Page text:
BMW X1 makes the switch to front wheel drive
BMW was the first premium brand to offer a jacked-up all-wheel drive hatch to buyers – and boy did they love it, with over 730,000 sold since its debut in 2009. The new X1 features a bigger body and more efficient engine options than its predecessor, but also follows in the footsteps of its stablemate, the 2 Series Active Tourer, by making the switch to front wheel drive.
heel drive.Hiding under the X1’s hood is a choice of two petrol and three dieselpowerplants. For fans of petrol power the range kicks off with the 2.0-litersDrive20i, which channels 141 kW (192 hp) and 280 Nm (206 lb.ft) through thefront wheels. This is good enough for a 7.7 second sprint to 100 km/h (62 mph),although with peak torque available between 1250 and 4600 rpm, expect thedriving experience to be dominated by surging acceleration rather thanscreaming, high rev performance.
If you’re averse to the idea of a front-wheeldrive BMW, the entry-level petrol engine is also available with xDriveall-wheel drive, although ticking that box makes the car a fraction slower (0.1 second) slower to100 km/h. The xDrive20i’s 6.4 l/100km (44.1 mpg) fuel use figure is also worsethan the 6.0 l/100km (47.1 mpg) managed by its lighter front-drive sibling.
For those keen for a bit of extragrunt under the right foot, the 170 kW (231 hp) all-wheel drive only xDrive25iis more likely to grab your attention. Thanks to its extra power and 350 Nm(258 lb.ft) of torque, the most powerful petrol X1 hits 100 km/h in a hot-hatchrivalling 6.5 seconds, all the while using just 6.6 l/100km (42.8 mpg) of fuel.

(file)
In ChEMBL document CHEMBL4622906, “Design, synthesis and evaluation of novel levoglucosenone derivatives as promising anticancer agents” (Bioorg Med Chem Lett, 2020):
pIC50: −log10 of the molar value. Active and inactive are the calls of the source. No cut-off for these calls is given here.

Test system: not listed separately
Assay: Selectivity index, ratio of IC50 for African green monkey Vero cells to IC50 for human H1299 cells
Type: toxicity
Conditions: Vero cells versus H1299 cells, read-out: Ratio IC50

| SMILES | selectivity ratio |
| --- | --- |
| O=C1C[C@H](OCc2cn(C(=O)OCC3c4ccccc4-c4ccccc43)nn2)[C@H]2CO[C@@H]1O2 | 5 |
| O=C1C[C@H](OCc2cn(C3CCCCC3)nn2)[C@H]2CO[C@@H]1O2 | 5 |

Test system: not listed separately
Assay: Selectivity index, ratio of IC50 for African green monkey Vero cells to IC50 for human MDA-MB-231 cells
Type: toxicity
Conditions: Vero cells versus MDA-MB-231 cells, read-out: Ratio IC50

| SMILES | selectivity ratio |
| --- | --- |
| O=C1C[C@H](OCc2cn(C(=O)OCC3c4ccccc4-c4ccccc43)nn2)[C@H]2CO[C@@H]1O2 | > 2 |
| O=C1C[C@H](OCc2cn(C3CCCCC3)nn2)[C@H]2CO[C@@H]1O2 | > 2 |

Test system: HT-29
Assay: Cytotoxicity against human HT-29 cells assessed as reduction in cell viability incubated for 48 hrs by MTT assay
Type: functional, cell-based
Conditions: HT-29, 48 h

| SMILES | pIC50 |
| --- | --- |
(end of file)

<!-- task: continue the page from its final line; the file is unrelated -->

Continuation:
Alongside the three petrol options are two diesel engines,starting with the 110 kW (150 hp) sDrive18d. The entry-level diesel might bedown on power, but has 330 Nm (243 lb.ft) of torque between 1750 and 2750 rpm,so it won’t be a slouch when you’re on the move. Those buying an X1 withthis engine aren’t likely to be too worried about outright performance anyway,instead they’re likely to be wooed its impressive 4.3 l/100km (65.7 mpg) fueleconomy figure.
The all-wheeldrive xDrive20d is more powerful, with 140 kW (190 hp) and 400 Nm (295 lb.ft)of torque available across a broad rev range. With a claimed fuel use figure ofjust 5.1 l/100km (55.4 mpg), it’s no gas-guzzler either.
At launch, the sDrive18d will be fitted with a six-speedmanual gearbox that now auto rev matches on downshift, while the rest of therange is fitted with an eight-speed automatic as standard.
With the switch to front wheel drive, BMW has redesigned the X1’s chassis and suspension setup. The car’s single joint front and multilink rear suspension geometry has been revised, while aluminum swivel bearings, high-strength steel control arms and lightweight axle carriers help to reduce weight and increase the rigidity of the front axle – both factors that have an impact a sharp, incisive handling.
On the outside, the X1’s body has grown taller, and the styling has been brought into line with BMW’s bigger X3 and X5 offerings, with its wider headlamps and bigger kidney grille. A range of wheel and trim options will allow drivers to spend obscene amounts of money customizing their cars, too.
Inside, BMW has focused onimproving the practicality of the new model. The outgoing X1 had quite a narrow rear bench, and legroomwas limited – something the company has addressed by allowing occupants toslide the rear bench back or forward by up to 13 cm (5.1 inches). All three rearseats also fold individually in the new car, which allows owners to carry theirsurfboards, skis and bikes more easily. The new X1’s interior also boasts more premium materials than itspredecessor.
The X1 will go on sale later this year, with the range to bebolstered by three-cylinder options shortly after launch.